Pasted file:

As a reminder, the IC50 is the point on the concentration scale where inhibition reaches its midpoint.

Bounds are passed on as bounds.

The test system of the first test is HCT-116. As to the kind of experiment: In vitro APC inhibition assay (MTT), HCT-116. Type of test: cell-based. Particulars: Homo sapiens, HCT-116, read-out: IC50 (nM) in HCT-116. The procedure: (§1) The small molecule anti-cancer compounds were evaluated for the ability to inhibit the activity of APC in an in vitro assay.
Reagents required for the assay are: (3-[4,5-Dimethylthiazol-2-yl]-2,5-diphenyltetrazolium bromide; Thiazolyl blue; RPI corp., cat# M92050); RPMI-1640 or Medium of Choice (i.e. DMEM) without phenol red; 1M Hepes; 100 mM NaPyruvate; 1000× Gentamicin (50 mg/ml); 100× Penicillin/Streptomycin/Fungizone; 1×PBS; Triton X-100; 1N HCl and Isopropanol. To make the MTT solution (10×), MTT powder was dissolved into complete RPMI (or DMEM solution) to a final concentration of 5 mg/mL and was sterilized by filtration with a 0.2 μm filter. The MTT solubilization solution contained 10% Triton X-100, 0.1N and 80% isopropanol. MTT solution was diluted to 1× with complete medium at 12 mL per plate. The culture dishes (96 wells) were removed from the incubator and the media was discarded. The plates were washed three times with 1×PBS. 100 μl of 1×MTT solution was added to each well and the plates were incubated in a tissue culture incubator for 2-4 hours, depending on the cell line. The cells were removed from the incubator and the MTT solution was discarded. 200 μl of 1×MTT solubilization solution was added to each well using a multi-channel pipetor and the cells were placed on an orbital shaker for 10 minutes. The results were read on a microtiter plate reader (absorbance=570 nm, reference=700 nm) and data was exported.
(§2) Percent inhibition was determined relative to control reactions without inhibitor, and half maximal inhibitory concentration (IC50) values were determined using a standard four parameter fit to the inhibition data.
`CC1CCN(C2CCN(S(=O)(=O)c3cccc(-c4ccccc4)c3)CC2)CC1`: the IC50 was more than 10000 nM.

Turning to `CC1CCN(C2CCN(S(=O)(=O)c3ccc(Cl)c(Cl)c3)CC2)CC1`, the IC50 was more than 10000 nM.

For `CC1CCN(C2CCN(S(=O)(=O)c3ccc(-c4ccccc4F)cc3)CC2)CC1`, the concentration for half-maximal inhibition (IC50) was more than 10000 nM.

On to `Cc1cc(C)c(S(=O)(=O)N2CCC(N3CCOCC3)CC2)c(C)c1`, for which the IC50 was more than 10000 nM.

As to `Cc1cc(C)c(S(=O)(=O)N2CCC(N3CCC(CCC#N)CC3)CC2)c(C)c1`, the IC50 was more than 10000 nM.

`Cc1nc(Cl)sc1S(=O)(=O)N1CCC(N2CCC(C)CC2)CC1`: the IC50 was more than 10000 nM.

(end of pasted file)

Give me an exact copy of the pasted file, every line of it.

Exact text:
As a reminder, the IC50 is the point on the concentration scale where inhibition reaches its midpoint.

Bounds are passed on as bounds.

The test system of the first test is HCT-116. As to the kind of experiment: In vitro APC inhibition assay (MTT), HCT-116. Type of test: cell-based. Particulars: Homo sapiens, HCT-116, read-out: IC50 (nM) in HCT-116. The procedure: (§1) The small molecule anti-cancer compounds were evaluated for the ability to inhibit the activity of APC in an in vitro assay.
Reagents required for the assay are: (3-[4,5-Dimethylthiazol-2-yl]-2,5-diphenyltetrazolium bromide; Thiazolyl blue; RPI corp., cat# M92050); RPMI-1640 or Medium of Choice (i.e. DMEM) without phenol red; 1M Hepes; 100 mM NaPyruvate; 1000× Gentamicin (50 mg/ml); 100× Penicillin/Streptomycin/Fungizone; 1×PBS; Triton X-100; 1N HCl and Isopropanol. To make the MTT solution (10×), MTT powder was dissolved into complete RPMI (or DMEM solution) to a final concentration of 5 mg/mL and was sterilized by filtration with a 0.2 μm filter. The MTT solubilization solution contained 10% Triton X-100, 0.1N and 80% isopropanol. MTT solution was diluted to 1× with complete medium at 12 mL per plate. The culture dishes (96 wells) were removed from the incubator and the media was discarded. The plates were washed three times with 1×PBS. 100 μl of 1×MTT solution was added to each well and the plates were incubated in a tissue culture incubator for 2-4 hours, depending on the cell line. The cells were removed from the incubator and the MTT solution was discarded. 200 μl of 1×MTT solubilization solution was added to each well using a multi-channel pipetor and the cells were placed on an orbital shaker for 10 minutes. The results were read on a microtiter plate reader (absorbance=570 nm, reference=700 nm) and data was exported.
(§2) Percent inhibition was determined relative to control reactions without inhibitor, and half maximal inhibitory concentration (IC50) values were determined using a standard four parameter fit to the inhibition data.
`CC1CCN(C2CCN(S(=O)(=O)c3cccc(-c4ccccc4)c3)CC2)CC1`: the IC50 was more than 10000 nM.

Turning to `CC1CCN(C2CCN(S(=O)(=O)c3ccc(Cl)c(Cl)c3)CC2)CC1`, the IC50 was more than 10000 nM.

For `CC1CCN(C2CCN(S(=O)(=O)c3ccc(-c4ccccc4F)cc3)CC2)CC1`, the concentration for half-maximal inhibition (IC50) was more than 10000 nM.

On to `Cc1cc(C)c(S(=O)(=O)N2CCC(N3CCOCC3)CC2)c(C)c1`, for which the IC50 was more than 10000 nM.

As to `Cc1cc(C)c(S(=O)(=O)N2CCC(N3CCC(CCC#N)CC3)CC2)c(C)c1`, the IC50 was more than 10000 nM.

`Cc1nc(Cl)sc1S(=O)(=O)N1CCC(N2CCC(C)CC2)CC1`: the IC50 was more than 10000 nM.